Galois is pleased to announce the following tech talk.
These talks are open to the interested public.
University of Oregon
30 August 2011, 10:30 A.M.
421 SW 6th Ave.
Portland, OR 97007
(3rd floor of the Commonwealth Building)
The complexity of modern operating systems makes securing them a challenging problem. However, changes in the computing model, such as the rise of cloud computing and smarter peripherals, have presented opportunities to reconsider system architectures, as we move from traditional “stove-pipe” computing to distributed systems. In particular, we can build trustworthy components that act to provide security in complex systems.
This talk discusses how new disk architectures may be exploited to aid the protection of systems by acting as policy decision and enforcement points. We prototype disks that enforce data immutability at the block level on critical system data, preventing malicious code from inserting itself into system configuration and boot files. We then examine how storage may be used to ensure the integrity state of hosts prior to allowing access to data, and how such a design improves the security of portable storage devices. Using continual measurements of system state, we show through formal reasoning that such a device enforces guarantees that data is read and written while the host is in a good state. Finally, we discuss some recent initiatives to assure the identity of the host and identify future directions for exploring the interface between storage and operating system security.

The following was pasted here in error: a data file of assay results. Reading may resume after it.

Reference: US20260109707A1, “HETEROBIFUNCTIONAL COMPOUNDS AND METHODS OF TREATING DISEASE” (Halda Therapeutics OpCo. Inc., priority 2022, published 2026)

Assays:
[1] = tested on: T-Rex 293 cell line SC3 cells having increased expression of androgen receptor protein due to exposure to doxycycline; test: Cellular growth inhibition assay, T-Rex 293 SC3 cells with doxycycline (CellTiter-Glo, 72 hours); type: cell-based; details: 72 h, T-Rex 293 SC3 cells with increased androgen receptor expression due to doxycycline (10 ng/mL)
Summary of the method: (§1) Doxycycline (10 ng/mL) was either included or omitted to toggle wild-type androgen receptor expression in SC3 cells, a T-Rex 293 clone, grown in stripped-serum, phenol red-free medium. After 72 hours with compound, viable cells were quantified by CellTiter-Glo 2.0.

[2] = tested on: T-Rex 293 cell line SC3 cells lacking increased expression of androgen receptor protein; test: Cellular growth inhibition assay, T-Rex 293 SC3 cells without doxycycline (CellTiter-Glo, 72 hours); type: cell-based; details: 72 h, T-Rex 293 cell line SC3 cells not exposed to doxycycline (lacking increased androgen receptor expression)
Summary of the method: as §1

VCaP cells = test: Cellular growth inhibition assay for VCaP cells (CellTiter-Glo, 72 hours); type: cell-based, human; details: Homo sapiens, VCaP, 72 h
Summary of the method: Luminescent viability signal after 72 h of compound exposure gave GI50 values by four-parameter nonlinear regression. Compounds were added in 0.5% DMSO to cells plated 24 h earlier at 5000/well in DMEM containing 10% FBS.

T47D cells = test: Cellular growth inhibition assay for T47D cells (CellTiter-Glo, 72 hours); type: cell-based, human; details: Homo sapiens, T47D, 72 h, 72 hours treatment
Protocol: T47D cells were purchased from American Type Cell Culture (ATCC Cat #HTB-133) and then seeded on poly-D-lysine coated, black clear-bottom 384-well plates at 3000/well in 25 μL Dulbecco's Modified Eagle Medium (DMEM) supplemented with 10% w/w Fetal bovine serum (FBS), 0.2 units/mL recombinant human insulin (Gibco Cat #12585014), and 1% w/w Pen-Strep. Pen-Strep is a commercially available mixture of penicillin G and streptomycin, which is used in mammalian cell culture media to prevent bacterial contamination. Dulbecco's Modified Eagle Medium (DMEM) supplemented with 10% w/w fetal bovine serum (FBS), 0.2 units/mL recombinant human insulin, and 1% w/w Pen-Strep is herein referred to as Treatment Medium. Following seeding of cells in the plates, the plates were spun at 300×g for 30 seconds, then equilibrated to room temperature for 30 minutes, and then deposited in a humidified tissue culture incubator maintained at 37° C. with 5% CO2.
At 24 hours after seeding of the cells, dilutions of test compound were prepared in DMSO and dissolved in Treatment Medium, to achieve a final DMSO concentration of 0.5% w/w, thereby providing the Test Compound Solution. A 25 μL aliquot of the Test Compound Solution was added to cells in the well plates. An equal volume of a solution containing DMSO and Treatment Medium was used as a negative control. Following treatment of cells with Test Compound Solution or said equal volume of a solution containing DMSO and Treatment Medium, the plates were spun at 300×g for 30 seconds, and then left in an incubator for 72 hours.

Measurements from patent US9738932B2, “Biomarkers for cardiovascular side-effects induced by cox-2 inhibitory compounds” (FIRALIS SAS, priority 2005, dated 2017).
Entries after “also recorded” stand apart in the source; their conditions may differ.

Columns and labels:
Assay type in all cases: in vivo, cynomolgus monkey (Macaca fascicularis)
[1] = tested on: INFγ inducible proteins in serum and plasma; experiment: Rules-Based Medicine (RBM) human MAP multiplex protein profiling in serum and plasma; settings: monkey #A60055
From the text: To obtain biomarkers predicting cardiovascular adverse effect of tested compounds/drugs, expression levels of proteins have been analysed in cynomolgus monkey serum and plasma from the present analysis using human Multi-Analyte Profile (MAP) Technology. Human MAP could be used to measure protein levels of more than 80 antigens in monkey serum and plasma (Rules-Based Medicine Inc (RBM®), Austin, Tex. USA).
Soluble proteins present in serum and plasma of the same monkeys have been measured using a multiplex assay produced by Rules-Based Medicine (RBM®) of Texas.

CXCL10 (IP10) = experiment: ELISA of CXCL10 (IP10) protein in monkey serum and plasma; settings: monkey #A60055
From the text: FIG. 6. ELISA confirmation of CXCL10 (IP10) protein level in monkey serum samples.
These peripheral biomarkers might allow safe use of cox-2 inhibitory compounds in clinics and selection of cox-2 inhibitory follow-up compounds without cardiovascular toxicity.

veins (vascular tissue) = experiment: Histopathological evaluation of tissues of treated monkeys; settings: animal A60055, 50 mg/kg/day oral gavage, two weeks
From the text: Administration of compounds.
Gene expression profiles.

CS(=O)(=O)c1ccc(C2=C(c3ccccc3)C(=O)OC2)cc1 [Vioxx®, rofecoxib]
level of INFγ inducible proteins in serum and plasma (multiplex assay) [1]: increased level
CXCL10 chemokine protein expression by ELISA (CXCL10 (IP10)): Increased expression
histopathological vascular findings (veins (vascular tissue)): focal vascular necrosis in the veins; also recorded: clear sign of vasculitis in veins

Kevin Butler is an Assistant Professor of Computer and Information Science at the University of Oregon in Eugene. Kevin’s research focuses on the security of storage, large-scale systems, and networks. He has also examined malware propagation and web systems, and was a member of the EVEREST study of voting machines for the State of Ohio. Kevin has been a member of over program committees and hosted the first Computer Security Day at the University of Oregon. Prior to receiving his Ph.D. in computer science and engineering from the Pennsylvania State University in 2010, Kevin worked in the Secure Systems Group at AT&T Labs-Research. He also has industrial experience in network operations and research.